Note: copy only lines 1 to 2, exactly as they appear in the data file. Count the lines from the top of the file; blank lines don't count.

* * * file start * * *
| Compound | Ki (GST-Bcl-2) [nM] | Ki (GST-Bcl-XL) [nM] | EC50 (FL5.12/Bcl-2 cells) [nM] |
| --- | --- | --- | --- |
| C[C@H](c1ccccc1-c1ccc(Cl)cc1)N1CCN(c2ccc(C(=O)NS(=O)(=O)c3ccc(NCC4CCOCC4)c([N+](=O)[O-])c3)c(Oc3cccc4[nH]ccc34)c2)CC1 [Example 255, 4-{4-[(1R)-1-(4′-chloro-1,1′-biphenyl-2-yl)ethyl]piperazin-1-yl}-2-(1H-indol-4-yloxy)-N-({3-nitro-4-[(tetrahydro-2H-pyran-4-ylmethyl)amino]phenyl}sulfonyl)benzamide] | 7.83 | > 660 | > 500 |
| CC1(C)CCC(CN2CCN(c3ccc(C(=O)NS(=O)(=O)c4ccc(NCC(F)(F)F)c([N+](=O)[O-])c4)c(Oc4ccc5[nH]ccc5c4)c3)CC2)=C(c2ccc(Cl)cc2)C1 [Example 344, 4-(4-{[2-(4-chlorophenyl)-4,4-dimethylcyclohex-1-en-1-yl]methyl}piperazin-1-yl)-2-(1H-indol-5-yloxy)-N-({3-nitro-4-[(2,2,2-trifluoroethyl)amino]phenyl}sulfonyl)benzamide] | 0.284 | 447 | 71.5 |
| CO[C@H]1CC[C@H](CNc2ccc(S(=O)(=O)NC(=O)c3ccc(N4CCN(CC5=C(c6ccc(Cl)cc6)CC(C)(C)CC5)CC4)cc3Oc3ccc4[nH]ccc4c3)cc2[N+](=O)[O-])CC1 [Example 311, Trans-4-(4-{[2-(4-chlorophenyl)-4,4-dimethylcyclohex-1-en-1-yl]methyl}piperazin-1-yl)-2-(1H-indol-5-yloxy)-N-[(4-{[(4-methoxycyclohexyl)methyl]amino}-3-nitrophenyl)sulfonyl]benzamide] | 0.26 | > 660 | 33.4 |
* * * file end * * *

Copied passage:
| Compound | Ki (GST-Bcl-2) [nM] | Ki (GST-Bcl-XL) [nM] | EC50 (FL5.12/Bcl-2 cells) [nM] |
| --- | --- | --- | --- |